A Hybrid Approach: Indirect Electro-Oxidation Followed by In Situ Electrogeneration of H2O2 in Real Textile Effluent

Priyadharshini Aravind, Rajeswari Selvaraj, Angappan Sankarmahalingam, Subramanian Kandasamy

Research output: Contribution to journalArticlepeer-review

8 Scopus citations

Abstract

A two-step treatment process has been investigated for effective textile effluent management. In step I, the effluent was decolorized via chlorine-mediated indirect electrooxidation (InDEO), while H2O2 was electrogenerated during step II in the decolorized textile effluent, by employing an H-type divided electrochemical cell. The native salts present within the decolorized textile effluent (9.4g/L Na2SO4 and 0.8g/L NaCl) were exploited as electrolytes for the catholyte, whereas 0.5N sulfuric acid was used as the anolyte for the in situ electrochemical generation of H2O2. During the cyclic voltammetry tests, O2 reduction at the activated carbon felt cathode was observed around -0.86V versus saturated calomel electrode (SCE) at a scan rate of 100mV/s. Under optimized conditions (cathode potential of -0.9V vs. SCE and catholyte at pH 6) about 1.45±0.01mM H2O2 have been generated. The effluent containing H2O2 was subjected to Fenton reaction and the generation of OH radicals was confirmed by electron paramagnetic resonance spectroscopy. The results indicated a 59% reduction of the chemical oxygen demand, significant modifications of the functional groups were observed by Fourier transform IR spectroscopy. High performance LC analysis confirmed the degradation of the organic compounds during the oxidative treatment process. These findings suggest the application of this method for degradation of highly colored textile effluents.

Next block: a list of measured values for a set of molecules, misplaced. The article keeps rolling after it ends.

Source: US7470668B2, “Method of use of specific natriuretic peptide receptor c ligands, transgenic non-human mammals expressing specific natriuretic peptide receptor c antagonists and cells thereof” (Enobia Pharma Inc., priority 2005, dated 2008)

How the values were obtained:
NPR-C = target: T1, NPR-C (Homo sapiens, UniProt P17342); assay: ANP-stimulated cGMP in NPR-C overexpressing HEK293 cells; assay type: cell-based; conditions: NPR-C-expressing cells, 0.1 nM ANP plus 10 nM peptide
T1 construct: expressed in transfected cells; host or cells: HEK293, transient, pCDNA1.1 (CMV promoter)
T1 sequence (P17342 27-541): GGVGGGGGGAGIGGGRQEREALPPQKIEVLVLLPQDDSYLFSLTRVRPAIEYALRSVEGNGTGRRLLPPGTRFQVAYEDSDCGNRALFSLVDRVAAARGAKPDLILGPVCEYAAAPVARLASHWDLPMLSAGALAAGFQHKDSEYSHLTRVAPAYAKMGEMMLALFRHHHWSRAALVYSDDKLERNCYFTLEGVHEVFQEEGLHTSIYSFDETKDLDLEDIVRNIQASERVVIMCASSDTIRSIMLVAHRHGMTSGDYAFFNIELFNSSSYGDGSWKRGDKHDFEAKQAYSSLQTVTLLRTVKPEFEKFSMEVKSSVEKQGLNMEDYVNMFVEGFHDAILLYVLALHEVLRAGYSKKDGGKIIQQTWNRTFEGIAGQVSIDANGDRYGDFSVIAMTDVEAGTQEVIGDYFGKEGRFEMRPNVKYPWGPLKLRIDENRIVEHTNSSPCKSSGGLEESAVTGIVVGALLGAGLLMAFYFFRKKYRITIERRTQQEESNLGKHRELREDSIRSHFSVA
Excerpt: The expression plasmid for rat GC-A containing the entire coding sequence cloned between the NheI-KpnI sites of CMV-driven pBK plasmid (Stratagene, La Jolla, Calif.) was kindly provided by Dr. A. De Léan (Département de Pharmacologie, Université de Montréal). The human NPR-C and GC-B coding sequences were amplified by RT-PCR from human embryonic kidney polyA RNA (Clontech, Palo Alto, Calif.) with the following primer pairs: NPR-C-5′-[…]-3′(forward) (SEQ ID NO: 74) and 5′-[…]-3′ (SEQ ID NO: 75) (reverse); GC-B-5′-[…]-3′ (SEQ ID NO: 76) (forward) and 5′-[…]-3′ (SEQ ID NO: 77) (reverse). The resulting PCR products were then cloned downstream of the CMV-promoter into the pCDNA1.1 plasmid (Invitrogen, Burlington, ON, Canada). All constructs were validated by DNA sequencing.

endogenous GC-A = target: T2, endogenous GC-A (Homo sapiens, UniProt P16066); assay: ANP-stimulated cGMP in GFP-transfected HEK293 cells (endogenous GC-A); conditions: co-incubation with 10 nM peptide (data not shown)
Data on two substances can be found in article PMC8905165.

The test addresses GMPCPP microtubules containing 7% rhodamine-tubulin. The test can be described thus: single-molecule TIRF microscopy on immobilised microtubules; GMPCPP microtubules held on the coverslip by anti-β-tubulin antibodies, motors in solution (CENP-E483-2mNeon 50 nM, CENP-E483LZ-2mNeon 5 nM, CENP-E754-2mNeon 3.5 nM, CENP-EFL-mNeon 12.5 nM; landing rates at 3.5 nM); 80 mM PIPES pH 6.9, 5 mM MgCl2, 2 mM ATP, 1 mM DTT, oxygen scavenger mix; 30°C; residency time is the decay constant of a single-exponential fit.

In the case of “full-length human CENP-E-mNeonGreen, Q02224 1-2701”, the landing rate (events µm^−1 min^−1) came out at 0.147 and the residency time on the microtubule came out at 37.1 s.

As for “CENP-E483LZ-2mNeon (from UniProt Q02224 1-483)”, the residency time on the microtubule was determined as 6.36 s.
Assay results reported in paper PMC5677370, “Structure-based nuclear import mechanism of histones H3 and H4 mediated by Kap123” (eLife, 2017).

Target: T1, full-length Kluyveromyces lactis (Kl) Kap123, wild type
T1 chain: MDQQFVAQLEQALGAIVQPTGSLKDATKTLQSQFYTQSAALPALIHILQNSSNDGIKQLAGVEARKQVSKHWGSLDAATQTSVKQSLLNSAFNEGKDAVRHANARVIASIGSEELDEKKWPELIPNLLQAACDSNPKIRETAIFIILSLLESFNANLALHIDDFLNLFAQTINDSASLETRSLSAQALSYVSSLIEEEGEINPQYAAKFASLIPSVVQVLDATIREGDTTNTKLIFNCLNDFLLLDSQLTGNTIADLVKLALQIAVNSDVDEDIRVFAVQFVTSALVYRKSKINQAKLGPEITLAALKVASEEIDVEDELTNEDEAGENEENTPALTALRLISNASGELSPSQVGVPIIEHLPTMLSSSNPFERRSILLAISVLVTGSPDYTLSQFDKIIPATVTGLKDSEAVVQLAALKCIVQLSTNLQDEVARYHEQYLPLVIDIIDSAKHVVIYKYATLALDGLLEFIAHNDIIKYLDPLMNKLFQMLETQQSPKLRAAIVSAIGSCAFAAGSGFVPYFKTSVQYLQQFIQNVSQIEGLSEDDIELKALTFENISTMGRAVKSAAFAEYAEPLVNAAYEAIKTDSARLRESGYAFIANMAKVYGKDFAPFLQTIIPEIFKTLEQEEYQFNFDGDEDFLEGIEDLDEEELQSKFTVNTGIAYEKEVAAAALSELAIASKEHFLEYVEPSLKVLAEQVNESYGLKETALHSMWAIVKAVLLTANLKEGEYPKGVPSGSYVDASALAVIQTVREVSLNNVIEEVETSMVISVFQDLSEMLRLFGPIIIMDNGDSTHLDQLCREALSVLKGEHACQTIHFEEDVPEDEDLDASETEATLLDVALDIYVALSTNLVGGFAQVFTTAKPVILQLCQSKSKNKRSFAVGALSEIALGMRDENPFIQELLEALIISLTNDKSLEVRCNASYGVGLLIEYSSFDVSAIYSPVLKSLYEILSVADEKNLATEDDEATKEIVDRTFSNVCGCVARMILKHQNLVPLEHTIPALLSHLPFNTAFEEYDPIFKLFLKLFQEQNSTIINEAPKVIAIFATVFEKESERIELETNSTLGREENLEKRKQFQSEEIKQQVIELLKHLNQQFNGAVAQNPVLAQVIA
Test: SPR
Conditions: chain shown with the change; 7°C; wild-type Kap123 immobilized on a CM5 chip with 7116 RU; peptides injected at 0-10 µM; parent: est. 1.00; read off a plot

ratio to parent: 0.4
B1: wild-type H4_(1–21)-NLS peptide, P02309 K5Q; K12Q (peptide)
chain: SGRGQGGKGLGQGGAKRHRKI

Original languageEnglish
Pages (from-to)362-370
Number of pages9
JournalClean - Soil, Air, Water
Volume44
Issue number4
DOIs
StatePublished - 1 Apr 2016
Externally publishedYes

Keywords

  • Activated carbon felt electrode
  • Dye wastewater
  • Hydrogen peroxide
  • Hypochlorite ions
  • InDEO

ASJC Scopus subject areas

  • Environmental Chemistry
  • Water Science and Technology
  • Pollution

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